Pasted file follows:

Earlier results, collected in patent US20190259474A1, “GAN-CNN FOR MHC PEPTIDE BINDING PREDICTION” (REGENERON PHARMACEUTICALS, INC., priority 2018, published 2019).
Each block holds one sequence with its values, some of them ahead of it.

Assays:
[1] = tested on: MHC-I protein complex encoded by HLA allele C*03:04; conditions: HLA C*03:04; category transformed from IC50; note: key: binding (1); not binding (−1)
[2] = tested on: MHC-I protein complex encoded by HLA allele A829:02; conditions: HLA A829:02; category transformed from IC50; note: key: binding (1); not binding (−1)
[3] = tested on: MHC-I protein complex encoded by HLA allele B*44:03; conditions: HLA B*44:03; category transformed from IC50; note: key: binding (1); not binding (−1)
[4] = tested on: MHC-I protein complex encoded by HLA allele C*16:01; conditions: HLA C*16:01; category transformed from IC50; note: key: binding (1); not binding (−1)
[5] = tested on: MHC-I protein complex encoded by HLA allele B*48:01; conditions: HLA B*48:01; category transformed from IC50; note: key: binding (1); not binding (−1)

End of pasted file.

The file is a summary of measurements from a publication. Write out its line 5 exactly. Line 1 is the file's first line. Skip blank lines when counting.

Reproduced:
[2] = tested on: MHC-I protein complex encoded by HLA allele A829:02; conditions: HLA A829:02; category transformed from IC50; note: key: binding (1); not binding (−1)